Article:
Wardens’ Caucus briefs minister on SWIFT broadband project

August 19, 2015   ·   0 Comments

Meeting at Niagara Falls this week, the Western Ontario Wardens’ Caucus (WOWC) renewed efforts to have ultra-high-speed Internet made available across the region through SWIFT, a $287-million project to be funded by both governments and the private sector.

The Caucus updated Brad Duguid, pro – vincial Minister of Economic Development, Employment and Infrastructure about the project, which aims to address the region’s long-term readiness as the demand for connectivity grows.

The wardens thanked the minister for his support thus far, as the project tries to pull together nearly $189 million in provincial and federal funding. The balance for the $287 million project will come from municipal and other public and private sector partners.

“The Internet is constantly evolving and changing – and requiring more and more speed, bandwidth and reliability,” said WOWC Chair, Chatham-Kent Mayor Randy Hope. “It’s imperative that our region has the fibre optic foundation needed to access a connected global economy and to deliver effective public services.”

Dubbed SWIFT, the project will connect to and build on existing fibre networks to create a regional fibre backbone that is closer to customers. This will facilitate improved local access to 1G service for the entire region, using a combination of public and private funding.

“Our role will be to direct public funding to address the gaps in broadband infrastructure that are leaving some communities behind, because the market cannot meet their needs alone,” said Gerry Marshall, Warden of Simcoe County and Chair of the SWIFT committee.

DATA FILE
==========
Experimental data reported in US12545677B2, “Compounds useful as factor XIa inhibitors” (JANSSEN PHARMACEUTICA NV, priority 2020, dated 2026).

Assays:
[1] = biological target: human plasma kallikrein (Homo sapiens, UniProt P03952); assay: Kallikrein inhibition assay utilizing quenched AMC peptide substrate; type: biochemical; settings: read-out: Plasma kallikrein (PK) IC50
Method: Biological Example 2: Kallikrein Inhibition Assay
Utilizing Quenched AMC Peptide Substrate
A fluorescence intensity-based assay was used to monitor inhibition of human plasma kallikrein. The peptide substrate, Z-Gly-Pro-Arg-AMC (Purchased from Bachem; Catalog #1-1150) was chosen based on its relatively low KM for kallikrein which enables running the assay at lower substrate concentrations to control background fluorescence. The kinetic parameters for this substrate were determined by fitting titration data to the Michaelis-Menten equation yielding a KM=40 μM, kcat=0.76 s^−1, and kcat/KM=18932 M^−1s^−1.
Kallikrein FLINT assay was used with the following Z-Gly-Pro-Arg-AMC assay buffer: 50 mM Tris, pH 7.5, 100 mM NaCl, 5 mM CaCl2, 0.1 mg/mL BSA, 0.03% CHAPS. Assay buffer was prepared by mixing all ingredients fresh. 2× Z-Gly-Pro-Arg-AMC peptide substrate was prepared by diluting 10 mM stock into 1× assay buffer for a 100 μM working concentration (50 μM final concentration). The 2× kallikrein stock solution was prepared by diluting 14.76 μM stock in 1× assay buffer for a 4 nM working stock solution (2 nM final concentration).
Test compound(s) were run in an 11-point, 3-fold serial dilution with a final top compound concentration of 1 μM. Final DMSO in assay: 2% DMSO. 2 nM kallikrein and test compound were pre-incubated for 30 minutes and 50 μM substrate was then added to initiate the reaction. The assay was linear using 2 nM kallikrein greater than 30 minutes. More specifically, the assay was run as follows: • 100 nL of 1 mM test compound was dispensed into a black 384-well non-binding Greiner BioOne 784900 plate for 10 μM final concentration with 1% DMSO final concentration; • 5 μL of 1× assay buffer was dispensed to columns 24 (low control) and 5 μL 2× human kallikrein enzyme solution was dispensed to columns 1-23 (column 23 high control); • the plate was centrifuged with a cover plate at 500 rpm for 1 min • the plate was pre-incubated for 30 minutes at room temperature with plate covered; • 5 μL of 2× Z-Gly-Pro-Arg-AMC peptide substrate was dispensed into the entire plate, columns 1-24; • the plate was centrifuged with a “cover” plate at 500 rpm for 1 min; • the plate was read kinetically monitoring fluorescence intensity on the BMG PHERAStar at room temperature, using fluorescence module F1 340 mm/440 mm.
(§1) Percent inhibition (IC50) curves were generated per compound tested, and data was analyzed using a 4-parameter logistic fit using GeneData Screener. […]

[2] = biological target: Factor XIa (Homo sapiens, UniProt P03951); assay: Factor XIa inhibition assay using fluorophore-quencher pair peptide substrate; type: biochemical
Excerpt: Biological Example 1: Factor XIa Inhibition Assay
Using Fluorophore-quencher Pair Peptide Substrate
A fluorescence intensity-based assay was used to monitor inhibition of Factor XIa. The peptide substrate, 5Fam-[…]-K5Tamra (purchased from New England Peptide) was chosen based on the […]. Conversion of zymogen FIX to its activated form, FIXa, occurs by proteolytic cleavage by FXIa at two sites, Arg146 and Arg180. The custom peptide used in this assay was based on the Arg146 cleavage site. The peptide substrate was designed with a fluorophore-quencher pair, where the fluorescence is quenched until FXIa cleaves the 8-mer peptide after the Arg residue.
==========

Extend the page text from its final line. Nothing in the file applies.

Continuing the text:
The public funding will trigger private investment from ISPs, who will continue to own and operate their networks and deliver services directly to customers. WOWC is committed to working with local and national providers to meet communities’ broadband needs.

Once the network is built, a dedicated service fee will be reinvested into expanding fibre connectivity to everyone.

This self-funding model will help the region keep pace with ever-changing demand and needs.

An external, third-party review by Dr. Reza Rajabiun, a Ryerson University researcher with national expertise in broadband infrastructure and competition policy, has endorsed SWIFT’s approach to building and funding the network.

WOWC is a not-for-profit organization composed of the heads of council from 15 rural municipalities in western Ontario. The SWIFT project will serve an area of more than 3.5 million represented by WOWC, as well as the Region of Niagara and the cities of Orillia and Stratford, who have joined the project. The project is also seeking to work closely with First Nations communities in western Ontario to make sure that they too benefit from the project.

Dufferin Warden Warren Maycock wasn’t at the meeting but praised the project.

“Providing access to high speed Internet service to all residents of Dufferin County, no matter where they live, is a priority for Dufferin County Council,” he said Wednesday.

“To this avail, one of the avenues Dufferin County Council is pursuing is working with the Western Wardens Caucus on the SWIFT project. Hopefully the Western Wardens’ Caucus will be able to convince both the provincial and federal governments to partner with them to bring this initiative to fruition.”

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